As a career technician, Jane Srivastava is passionate about bringing recognition and support to those working in a scientific technical career.


Originally from Christchurch, New Zealand, Jane Srivastava (she/her) completed her undergraduate studies in plant and microbial biology at the University of Canterbury. She worked as a lab technician before discovering flow cytometry in 2003 and has been in the industry ever since, working as a flow lab manager at Imperial College London and designing practical and theoretical flow courses for undergraduate and postgraduate students.

Now at Gladstone, Srivastava is the director of the Flow Cytometry Core and has been a mentor for Gladstone’s PUMAS summer internship program.

What brought you to Gladstone?

I lived in London with my family for many years. For many reasons, we had decided that we wanted to leave and move closer to my native New Zealand.

However, my husband showed me the advertisement for the job at Gladstone and convinced me how great the San Francisco Bay Area was, since he had visited many times with work. I applied and after a whirlwind process—here I am!

What do you like about Gladstone?

I’ve worked for a large academic institution and I kind of felt like a cog in a wheel. Gladstone feels much more like a close-knit community and people are very friendly.

The quality of research at Gladstone is also fantastic.

Were you interested in science as a child?

I loved science as a child! There was obviously no internet at the time, so I used to scour the library racks at school for interesting science books. I also used to do little science projects on my own, usually about space—and although my sister reveled in calling me a nerd, I was proud of them.

What did your path to science look like?

I didn’t go to graduate school, although I’ve done some postgraduate study in education. Once I left undergraduate school, I worked as a lab technician for a couple of years before applying for a job that was part-time lab technician and part-time flow cytometry operator. I immediately loved flow—I got to play with machines (in those days, it was a mix of luck and magic to get the cytometer to work), and also do some teaching, and help people do great science.

Although I had opportunities to go back to graduate school, I realized that I was a much better technician. If I look back on the history of my family, we are all technicians of some sort or another, so I think it is probably a part of my DNA.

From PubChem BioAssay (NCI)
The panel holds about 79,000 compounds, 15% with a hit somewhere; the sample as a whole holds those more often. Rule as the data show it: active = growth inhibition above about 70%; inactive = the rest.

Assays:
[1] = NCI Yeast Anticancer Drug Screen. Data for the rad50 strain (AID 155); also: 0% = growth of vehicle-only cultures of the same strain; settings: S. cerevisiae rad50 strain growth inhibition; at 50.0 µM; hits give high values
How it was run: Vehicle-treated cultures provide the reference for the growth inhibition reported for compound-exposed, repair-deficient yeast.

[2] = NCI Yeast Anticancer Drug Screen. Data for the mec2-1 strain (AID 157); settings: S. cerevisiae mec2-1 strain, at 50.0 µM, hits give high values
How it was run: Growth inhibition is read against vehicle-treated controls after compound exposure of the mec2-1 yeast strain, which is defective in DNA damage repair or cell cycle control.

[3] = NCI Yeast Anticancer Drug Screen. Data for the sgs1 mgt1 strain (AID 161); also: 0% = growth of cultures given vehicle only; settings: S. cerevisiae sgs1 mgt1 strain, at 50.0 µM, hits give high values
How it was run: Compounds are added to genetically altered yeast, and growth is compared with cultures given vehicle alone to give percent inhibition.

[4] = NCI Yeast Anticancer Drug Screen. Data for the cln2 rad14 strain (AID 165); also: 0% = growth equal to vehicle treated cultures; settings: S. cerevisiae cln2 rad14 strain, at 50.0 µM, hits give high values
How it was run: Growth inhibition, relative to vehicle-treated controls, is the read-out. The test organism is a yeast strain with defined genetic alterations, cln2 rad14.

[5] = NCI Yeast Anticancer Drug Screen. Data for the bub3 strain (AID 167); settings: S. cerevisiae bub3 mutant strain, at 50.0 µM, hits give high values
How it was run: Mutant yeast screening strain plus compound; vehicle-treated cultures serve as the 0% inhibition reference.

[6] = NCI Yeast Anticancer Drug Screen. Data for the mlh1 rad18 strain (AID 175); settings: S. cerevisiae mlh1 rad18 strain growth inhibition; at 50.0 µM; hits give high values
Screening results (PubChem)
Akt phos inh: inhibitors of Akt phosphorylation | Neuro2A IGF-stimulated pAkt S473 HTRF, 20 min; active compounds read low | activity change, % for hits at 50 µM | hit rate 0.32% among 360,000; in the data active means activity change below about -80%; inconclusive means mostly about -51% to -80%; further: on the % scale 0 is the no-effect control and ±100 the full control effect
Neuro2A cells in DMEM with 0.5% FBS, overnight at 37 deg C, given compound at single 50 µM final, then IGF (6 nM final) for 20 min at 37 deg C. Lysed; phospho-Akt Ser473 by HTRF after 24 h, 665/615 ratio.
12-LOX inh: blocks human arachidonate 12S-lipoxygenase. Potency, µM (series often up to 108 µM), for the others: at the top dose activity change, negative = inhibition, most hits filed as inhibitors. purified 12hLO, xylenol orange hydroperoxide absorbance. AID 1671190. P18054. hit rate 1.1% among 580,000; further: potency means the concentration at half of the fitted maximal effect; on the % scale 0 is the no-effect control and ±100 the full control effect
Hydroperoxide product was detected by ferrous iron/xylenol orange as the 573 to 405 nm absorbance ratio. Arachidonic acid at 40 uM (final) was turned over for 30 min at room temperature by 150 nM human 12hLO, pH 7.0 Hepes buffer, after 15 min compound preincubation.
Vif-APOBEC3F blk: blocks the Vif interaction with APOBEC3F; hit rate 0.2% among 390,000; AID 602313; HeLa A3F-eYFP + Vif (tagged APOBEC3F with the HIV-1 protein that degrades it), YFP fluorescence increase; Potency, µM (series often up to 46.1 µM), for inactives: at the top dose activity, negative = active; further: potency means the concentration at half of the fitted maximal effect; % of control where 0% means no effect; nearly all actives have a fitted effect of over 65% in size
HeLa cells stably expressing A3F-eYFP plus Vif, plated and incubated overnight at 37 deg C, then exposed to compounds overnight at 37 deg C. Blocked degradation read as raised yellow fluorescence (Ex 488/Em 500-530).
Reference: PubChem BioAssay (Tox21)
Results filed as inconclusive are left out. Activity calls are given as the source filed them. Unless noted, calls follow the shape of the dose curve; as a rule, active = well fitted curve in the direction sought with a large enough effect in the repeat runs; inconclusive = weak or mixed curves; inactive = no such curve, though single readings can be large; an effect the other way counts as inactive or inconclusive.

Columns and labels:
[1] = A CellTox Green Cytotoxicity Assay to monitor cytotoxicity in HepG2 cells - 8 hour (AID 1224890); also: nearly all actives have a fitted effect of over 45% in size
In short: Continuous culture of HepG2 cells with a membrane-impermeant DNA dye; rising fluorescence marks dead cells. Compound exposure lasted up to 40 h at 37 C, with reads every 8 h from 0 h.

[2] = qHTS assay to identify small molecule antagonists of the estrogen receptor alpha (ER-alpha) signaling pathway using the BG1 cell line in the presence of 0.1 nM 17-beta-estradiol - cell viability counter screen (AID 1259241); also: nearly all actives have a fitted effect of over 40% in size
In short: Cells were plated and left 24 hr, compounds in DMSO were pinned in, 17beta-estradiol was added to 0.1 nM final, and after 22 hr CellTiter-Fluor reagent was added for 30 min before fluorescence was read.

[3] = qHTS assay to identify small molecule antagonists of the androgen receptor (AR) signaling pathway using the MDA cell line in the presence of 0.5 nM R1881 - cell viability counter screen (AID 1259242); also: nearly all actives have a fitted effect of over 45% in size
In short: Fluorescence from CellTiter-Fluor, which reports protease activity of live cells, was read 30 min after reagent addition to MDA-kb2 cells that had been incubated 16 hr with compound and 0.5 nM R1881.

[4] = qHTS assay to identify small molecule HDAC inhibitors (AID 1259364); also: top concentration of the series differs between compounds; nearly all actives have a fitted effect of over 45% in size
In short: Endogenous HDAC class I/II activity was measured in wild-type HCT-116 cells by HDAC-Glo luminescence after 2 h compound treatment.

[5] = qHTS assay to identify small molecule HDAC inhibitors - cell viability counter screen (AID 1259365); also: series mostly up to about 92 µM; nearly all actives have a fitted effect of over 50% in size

What is flow cytometry?

Flow cytometry uses lasers and fluorescence to detect extra and intracellular markers and various functions on and in a cell. It’s closely related to microscopy in that they both use similar components such as objective lenses, filters, and laser excitation, however in flow cytometry, the cells are flowing in a stream of liquid and thousands of cells can be analyzed per second. Although it started as a specialized field in immunology, the advent of many other techniques, probes, and technologies now means that it has relevance in many scientific disciplines.

Can you describe your current research project?

We currently have a collaboration with the Stem Cell Core at Gladstone to identify flow cytometry cell surface markers of human induced pluripotent cells. We are looking for markers on the surface of the stem cells that have been described by scientific literature so that we can then help with the quality control of samples coming into the Stem Cell Core. These cells are then reprogrammed to other cell types, such as cardiomyocytes or neurons, and passed to the researchers at Gladstone to do further work on them.

How has the pandemic changed your work?

For the flow core, our workload definitely decreased because of the pandemic, and training people was often hard since we had to be physically distanced and in full personal protective equipment. It did give us an opportunity though to examine and improve the kinds of training and resources we provide to scientists.